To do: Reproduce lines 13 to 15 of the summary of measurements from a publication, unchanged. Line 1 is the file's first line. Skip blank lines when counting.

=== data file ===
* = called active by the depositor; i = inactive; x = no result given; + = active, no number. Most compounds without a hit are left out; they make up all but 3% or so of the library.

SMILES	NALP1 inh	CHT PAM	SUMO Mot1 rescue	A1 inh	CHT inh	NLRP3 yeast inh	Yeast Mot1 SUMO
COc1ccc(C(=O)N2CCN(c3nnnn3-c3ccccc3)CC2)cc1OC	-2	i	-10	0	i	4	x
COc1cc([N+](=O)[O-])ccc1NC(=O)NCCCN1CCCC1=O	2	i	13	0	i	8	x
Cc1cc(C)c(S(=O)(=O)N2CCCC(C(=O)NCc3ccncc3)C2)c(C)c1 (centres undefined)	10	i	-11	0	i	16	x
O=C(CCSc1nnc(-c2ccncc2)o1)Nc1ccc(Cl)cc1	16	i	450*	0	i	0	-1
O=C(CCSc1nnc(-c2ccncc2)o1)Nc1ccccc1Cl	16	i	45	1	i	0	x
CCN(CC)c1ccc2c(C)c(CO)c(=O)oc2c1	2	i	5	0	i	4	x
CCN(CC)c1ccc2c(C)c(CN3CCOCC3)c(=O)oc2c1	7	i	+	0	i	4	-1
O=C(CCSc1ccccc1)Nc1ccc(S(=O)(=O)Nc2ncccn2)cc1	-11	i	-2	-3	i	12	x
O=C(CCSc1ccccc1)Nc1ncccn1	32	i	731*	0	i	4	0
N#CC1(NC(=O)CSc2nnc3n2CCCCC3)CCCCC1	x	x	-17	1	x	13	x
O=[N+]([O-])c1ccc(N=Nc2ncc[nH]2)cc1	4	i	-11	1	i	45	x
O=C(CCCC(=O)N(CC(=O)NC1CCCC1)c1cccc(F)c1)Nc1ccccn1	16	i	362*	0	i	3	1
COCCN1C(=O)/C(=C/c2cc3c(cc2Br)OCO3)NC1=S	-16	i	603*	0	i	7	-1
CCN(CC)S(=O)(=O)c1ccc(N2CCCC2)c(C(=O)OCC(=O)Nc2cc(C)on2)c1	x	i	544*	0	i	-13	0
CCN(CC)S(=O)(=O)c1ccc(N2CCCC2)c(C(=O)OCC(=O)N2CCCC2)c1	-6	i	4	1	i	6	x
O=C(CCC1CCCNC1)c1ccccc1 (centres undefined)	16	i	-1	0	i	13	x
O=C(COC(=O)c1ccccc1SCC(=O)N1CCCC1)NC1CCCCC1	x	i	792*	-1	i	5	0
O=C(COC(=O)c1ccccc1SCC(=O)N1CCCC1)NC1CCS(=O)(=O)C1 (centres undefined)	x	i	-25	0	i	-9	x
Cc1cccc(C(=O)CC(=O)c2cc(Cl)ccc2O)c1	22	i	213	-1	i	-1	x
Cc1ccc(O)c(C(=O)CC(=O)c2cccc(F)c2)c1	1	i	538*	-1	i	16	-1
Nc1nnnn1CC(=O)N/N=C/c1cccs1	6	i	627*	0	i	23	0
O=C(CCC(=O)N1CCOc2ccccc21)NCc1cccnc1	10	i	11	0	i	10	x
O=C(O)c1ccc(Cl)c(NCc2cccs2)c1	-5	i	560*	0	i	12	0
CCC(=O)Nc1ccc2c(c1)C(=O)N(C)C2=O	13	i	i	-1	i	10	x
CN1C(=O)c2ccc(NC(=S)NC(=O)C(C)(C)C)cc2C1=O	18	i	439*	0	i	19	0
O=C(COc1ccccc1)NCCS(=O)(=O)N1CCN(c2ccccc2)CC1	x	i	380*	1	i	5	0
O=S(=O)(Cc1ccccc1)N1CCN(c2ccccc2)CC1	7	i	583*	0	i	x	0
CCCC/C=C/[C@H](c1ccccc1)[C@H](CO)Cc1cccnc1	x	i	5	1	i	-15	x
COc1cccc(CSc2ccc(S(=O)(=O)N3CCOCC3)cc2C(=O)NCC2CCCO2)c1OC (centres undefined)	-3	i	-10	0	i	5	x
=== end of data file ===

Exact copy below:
O=[N+]([O-])c1ccc(N=Nc2ncc[nH]2)cc1	4	i	-11	1	i	45	x
O=C(CCCC(=O)N(CC(=O)NC1CCCC1)c1cccc(F)c1)Nc1ccccn1	16	i	362*	0	i	3	1
COCCN1C(=O)/C(=C/c2cc3c(cc2Br)OCO3)NC1=S	-16	i	603*	0	i	7	-1